A collection of human pluripotent stem cells that reflects the genetic makeup of the Brazilian population has been developed by researchers from the University of São Paulo (USP) affiliated with the National Embryonic Stem Cell Laboratory (LaNCE).
“In addition to their therapeutic uses, stem cells can make an important contribution to new drug development by supplementing or even replacing animal trials and enhancing the safety of human trials. They can also help us study diseases that are frequently found in our population,” said Lygia da Veiga Pereira, head of LaNCE, in an interview with Agência FAPESP.
For several years, Pereira’s team cultured stem cell lines derived from embryos that had been frozen during in vitro fertilization procedures. According to Pereira, however, genomic analysis showed that these lines were not representative of the Brazilian population, as their ancestry was more than 90% European.
“These embryos came from private clinics, which only a small proportion of the population can afford,” Pereira said. “Public health services don’t freeze surplus embryos for cost reasons. So, we decided to partner with researchers involved in the Brazilian Longitudinal Study of Adult Health (ELSA-Brasil)”.
Funded by the Health Ministry and the Science, Technology, Innovation & Communications Ministry, ELSA is a multicenter study that has been in progress since 2008 at six universities in multiple Brazilian states. It tracks 15,105 men and women aged 35-74. Five thousand of these volunteers are monitored at Hospital Universitário (HU), USP’s teaching hospital, under the supervision of Paulo Lotufo, who is a Full Professor at USP’s Medical School.
The volunteers are given regular tests to evaluate the risk of cardiovascular diseases and diabetes. According to Lotufo, biological samples taken during the first examination were kept and used to create the new stem cell library.
The LaNCE team used the induced pluripotent stem cell (iPSC) technique for which Shinya Yamanaka of Kyoto University in Japan was awarded the 2012 Nobel Prize in Medicine. Using the technique described in 2006 by Yamanaka, the LaNCE team inserted certain genomic reprogramming proteins into peripheral blood cells from ELSA volunteers.
These proteins, called transcription factors, activate genes associated with embryonic-stage cells and switch off other genes that should be active after maturation, creating induced pluripotent stem cells that, in response to appropriate stimuli, can potentially differentiate into all tissues types in the human body.
“We created an initial library of 23 cell lines merely as a proof of concept,” Pereira said. “But we have samples from 1,872 individuals and can create new lines according to demand from the scientific community or pharmaceutical companies.”
According to the findings described in the paper published in Scientific Reports, the European genomic contribution to the cells in the new collection ranged from 14.2% to 95%, while the contribution of African ancestry ranged from 1.6% to 55.1% and that of Native American ancestry ranged from 7% to 56%. This admixture is considered representative of the Brazilian population’s ethnic diversity.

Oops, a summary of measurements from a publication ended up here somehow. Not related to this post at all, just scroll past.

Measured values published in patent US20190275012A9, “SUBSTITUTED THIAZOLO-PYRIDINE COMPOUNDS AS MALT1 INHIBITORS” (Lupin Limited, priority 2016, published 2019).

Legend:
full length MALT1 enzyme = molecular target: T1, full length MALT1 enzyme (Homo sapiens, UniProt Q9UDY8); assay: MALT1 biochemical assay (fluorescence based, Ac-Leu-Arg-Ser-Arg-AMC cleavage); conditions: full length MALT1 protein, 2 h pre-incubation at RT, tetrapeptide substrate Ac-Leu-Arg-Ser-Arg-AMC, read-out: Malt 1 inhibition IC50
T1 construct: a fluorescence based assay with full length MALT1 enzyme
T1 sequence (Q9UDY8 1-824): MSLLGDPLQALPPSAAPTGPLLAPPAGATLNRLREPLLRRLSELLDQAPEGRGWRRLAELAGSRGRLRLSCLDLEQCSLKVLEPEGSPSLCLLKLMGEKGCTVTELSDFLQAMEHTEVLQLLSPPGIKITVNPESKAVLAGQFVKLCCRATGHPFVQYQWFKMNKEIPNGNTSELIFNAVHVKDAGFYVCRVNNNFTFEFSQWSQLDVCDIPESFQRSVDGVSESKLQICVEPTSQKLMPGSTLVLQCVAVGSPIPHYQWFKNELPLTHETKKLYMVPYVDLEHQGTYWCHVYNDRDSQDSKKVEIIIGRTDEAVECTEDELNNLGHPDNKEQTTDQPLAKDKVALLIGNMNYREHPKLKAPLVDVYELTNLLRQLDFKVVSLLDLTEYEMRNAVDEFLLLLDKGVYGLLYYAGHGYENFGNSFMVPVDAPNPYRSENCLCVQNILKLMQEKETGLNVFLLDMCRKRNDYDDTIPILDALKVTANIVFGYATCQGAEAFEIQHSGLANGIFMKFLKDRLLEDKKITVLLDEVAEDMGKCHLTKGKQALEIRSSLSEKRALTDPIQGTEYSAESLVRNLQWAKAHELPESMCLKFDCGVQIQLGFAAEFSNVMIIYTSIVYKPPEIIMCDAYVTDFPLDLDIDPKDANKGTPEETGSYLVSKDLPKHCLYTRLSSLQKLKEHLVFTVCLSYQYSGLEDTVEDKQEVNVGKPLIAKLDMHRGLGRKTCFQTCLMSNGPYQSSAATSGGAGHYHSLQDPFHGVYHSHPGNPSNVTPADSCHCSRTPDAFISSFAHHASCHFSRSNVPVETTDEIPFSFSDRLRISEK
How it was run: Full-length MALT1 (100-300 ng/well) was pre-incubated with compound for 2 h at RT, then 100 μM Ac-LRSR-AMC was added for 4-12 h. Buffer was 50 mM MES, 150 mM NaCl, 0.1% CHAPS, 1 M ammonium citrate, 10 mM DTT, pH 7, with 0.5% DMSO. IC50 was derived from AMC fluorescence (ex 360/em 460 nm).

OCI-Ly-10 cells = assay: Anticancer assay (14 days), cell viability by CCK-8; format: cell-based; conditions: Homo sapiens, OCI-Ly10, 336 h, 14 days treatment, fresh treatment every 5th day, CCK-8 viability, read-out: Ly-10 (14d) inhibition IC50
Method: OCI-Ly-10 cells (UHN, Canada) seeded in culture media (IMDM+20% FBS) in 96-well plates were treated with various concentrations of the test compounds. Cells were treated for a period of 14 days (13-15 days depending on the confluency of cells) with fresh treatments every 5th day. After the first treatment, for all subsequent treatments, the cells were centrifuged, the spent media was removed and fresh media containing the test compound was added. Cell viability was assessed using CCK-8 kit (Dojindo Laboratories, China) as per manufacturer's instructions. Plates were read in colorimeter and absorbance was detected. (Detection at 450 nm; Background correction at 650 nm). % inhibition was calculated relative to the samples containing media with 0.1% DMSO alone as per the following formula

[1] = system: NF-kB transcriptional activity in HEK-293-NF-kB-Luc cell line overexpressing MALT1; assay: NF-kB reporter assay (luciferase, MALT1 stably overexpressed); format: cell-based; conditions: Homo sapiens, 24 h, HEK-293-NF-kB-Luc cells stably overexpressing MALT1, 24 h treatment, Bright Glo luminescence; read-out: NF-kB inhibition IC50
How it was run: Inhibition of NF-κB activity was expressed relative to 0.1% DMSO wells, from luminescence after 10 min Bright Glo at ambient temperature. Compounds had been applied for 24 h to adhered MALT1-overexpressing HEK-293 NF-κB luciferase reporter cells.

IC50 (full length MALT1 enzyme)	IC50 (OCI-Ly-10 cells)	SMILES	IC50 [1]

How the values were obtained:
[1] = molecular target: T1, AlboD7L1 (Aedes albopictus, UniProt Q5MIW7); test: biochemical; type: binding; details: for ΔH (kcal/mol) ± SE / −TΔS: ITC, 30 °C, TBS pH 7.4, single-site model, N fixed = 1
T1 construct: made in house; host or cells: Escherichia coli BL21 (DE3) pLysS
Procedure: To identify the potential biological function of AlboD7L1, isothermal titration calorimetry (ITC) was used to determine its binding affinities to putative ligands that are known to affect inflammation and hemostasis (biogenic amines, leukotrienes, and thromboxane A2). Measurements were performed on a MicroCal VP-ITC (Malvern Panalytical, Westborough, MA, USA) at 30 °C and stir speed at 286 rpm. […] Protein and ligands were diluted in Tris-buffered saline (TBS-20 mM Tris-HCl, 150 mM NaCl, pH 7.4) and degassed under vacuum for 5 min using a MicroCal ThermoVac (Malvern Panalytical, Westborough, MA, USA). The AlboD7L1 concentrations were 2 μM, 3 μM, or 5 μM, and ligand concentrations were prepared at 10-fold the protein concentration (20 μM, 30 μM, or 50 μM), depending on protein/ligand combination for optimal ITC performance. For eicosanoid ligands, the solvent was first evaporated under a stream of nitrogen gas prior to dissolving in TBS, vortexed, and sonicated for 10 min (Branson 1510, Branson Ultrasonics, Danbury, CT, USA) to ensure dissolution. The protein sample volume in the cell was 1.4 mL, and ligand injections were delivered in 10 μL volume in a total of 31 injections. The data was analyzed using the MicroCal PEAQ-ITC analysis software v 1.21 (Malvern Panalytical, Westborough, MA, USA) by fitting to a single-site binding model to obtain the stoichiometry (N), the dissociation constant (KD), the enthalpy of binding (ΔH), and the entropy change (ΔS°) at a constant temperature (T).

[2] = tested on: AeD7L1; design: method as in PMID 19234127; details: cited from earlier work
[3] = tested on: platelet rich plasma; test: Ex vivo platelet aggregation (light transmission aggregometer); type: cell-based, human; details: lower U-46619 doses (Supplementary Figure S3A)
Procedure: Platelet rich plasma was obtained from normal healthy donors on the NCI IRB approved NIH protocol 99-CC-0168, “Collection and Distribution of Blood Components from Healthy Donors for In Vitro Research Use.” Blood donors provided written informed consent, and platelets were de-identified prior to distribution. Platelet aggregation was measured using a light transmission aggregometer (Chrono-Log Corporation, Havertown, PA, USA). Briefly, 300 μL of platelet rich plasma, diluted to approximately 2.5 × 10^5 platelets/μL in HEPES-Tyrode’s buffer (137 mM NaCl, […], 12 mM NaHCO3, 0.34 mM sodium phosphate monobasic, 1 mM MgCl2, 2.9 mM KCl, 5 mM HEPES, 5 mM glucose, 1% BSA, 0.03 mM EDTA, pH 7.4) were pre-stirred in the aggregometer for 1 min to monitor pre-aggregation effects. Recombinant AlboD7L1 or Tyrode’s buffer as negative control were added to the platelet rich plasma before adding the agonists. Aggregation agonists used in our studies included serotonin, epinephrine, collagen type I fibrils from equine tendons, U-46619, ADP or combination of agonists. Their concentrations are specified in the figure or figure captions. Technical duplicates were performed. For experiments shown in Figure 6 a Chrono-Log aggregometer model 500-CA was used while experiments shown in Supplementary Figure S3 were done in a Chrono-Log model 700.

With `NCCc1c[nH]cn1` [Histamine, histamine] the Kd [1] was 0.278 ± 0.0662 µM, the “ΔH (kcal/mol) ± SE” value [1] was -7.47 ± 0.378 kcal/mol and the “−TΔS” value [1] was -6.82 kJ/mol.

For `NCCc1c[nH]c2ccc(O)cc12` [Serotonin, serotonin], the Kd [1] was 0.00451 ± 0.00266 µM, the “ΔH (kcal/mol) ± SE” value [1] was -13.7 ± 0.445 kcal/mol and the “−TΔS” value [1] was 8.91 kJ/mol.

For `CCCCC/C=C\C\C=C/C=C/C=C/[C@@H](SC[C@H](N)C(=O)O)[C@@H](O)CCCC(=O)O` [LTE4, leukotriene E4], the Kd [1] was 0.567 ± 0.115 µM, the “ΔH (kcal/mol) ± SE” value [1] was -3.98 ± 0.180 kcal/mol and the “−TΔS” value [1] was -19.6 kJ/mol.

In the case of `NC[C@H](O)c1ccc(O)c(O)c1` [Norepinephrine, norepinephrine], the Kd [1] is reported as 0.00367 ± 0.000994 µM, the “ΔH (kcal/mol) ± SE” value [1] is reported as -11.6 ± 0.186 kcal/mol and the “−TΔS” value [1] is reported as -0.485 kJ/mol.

Another major advantage of the researchers’ partnership with ELSA, Pereira added, is that the biological samples are accompanied by a huge clinical database, which enables the researchers to use the material in various kinds of analysis.
“I can select from the ELSA database only samples from volunteers with high blood pressure, or diabetes, or depression, or asthma, and create a suitable collection of cell lines for each study,” Pereira explained. “For example, ELSA shows us that the incidence of hypertension in Brazil is 30% and that 10% of people with hypertension don’t respond to treatment. But what’s the molecular mechanism behind this resistance to treatment? With these stem cells, we can design experiments to try to answer this sort of question.”
Another important topic, in her view, is the variable responses of individuals to different drugs, which, once approved, may not always work or may cause adverse side effects in some patients.
“Adverse reactions to drugs account for one in 15 hospital admissions in the UK, while 2 million patients per year in the US suffer severe adverse drug reactions and 100,000 die. We know our genes are the most important factor in how we respond to a drug, so trials conducted in Europe may not show the same responses to drugs as trials held in Asia, for example.”
Given that the cost of testing new drugs before they are approved and marketed is unaffordably high in several countries, she continued, it would be possible to use stem cells with the genetic characteristics of the populations of interest in order to reduce costs, enhance safety and speed up the drug development process.
“For the time being, we have samples for only some of the ELSA volunteers monitored in São Paulo, but we’d like to expand that to include all the more than 15,000 participants,” Pereira said. “This library of the Brazilian population significantly enriches the genetic diversity of the pluripotent stem cells available in the world, the vast majority of which are of European and Asian origin. The reason we published this paper was to make more people aware of the availability of this collection of cells and the associated clinical data, so that researchers all over the world can use these resources in their work.”
LaNCE is a nonprofit organization and can develop cell lines via partnerships, charging only enough to cover operating costs, Pereira explained. Anyone interested can contact Pereira by email at firstname.lastname@example.org.
LaNCE is part of the Center for Cell-Based Therapy (CTC), one of the Research, Innovation & Dissemination Centers (RIDCs) funded by FAPESP. The research also received funding from the National Scientific & Technological Development Council (CNPq) and the National Development Bank (BNDES).